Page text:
“The fact that on paper there are cases that civilian authorities are investigating into military wrongdoing is an improvement,” says Mr. Ackerman. “But it will only truly make a difference if anyone is convicted."

Otherwise, he adds, "it will show that the power of the military is so large that it goes beyond its own jurisdiction and extends to civilian courts.”

The government first reported the deaths in Tlatlaya as the result of a routine shootout between soldiers and criminals. But three survivors came forward to tell another account, which included being sexually tortured to ensure their silence and witnessing the execution of at least eight unarmed citizens.

The military and the federal police were also implicated in an eerily similar shootout in Michoacán in May, which left 42 dead. And international investigators who wanted to question soldiers in relation to the disappearance of 43 teacher's college students in the state of Guerrero have so far been blocked from gaining access. 

Last summer, a local human rights organization published findings, uncovered in their defense of one of the Tlatlaya survivors, that purportedly shows a military unit involved in Tlatlaya had standing orders that encouraged soldiers to “take down" criminals in late-night raids.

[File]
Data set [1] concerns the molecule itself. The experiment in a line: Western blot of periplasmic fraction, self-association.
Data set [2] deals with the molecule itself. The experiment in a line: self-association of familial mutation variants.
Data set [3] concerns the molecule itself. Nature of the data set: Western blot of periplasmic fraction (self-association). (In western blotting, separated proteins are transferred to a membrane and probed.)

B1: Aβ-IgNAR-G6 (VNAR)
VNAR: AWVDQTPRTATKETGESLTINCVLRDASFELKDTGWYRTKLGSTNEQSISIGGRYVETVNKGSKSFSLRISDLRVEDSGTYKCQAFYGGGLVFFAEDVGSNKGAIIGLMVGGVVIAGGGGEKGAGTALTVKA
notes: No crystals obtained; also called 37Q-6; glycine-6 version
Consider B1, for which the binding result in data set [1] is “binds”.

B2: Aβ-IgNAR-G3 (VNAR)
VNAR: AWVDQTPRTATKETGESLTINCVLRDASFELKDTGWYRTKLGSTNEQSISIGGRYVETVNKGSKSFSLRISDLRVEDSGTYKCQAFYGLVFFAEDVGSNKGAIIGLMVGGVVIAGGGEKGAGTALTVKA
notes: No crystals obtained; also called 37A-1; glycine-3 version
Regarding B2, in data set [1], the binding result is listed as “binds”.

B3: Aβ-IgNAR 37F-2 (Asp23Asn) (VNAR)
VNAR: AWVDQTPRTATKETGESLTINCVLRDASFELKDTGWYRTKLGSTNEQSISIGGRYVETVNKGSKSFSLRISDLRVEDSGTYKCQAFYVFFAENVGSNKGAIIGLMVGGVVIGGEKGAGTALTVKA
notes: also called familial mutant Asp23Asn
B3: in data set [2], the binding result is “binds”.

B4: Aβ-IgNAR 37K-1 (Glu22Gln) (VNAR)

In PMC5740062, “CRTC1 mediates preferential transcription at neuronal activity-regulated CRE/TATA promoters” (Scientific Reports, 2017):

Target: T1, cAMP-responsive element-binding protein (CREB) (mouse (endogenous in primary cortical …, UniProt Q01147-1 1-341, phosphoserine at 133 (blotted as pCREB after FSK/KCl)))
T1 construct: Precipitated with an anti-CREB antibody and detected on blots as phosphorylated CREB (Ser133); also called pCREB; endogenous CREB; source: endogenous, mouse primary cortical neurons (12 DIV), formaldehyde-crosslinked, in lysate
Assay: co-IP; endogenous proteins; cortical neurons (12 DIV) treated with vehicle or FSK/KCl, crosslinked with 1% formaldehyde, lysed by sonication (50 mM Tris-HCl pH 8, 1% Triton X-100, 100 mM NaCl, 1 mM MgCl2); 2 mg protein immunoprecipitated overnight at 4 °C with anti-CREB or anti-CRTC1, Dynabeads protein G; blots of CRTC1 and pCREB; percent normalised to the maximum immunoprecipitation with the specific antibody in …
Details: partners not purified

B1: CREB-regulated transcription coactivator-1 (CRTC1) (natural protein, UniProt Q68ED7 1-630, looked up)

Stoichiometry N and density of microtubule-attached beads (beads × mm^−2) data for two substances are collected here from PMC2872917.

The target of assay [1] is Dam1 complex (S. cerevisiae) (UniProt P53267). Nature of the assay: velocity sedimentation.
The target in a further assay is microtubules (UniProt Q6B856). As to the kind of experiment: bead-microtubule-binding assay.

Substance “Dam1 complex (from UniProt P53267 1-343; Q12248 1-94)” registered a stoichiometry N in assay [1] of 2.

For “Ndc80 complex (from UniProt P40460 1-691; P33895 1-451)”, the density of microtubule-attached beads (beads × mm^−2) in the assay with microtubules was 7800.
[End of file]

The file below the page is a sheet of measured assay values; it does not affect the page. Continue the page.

While some welcome the effort for transparency through civilian trial, many are still pushing to remove the military from the streets completely.

Just last week, the United Nations’s High Commissioner of Human Rights said it was critical to create a plan for the withdrawal of Mexico’s military from policing in order to tackle some of the most pressing human rights concerns, from massacres like Tlatlaya to disappearances and torture. More than 150,000 people were killed across Mexico between 2006 and 2015, and another 26,000 have disappeared, according to the UN – sky-high numbers the human rights commissioner blames on the overall faulty police, judicial, and investigative systems.

But a key challenge lies in the fact that Mexico doesn’t have a well-trained, efficient police force to take over the military’s policing role, despite reforms.

“None of us got into the Army to do this,” Defense Secretary Gen. Salvador Cienfuegos told local media last week about his unhappiness with soldiers taking on law enforcement duties in Mexico. "We are not comfortable, we didn't ask for this, we didn't study for this, but apart from obeying the president's order, society is asking us to do this."

The military has long ranked as one of the most trusted institutions in Mexico. But that approval has started to fray. According to the Pew Research Center, 75 percent of respondents thought the military had a good influence on Mexico in 2014, while today, 61 percent do.

"It's important to see individual soldiers investigated and convicted of wrong doing," says Meyer, who sees this case as raising awareness about other confrontations between criminals and the military or federal police, and how they are categorized by the government. "The advantage with the Tlatlaya case is that it came out."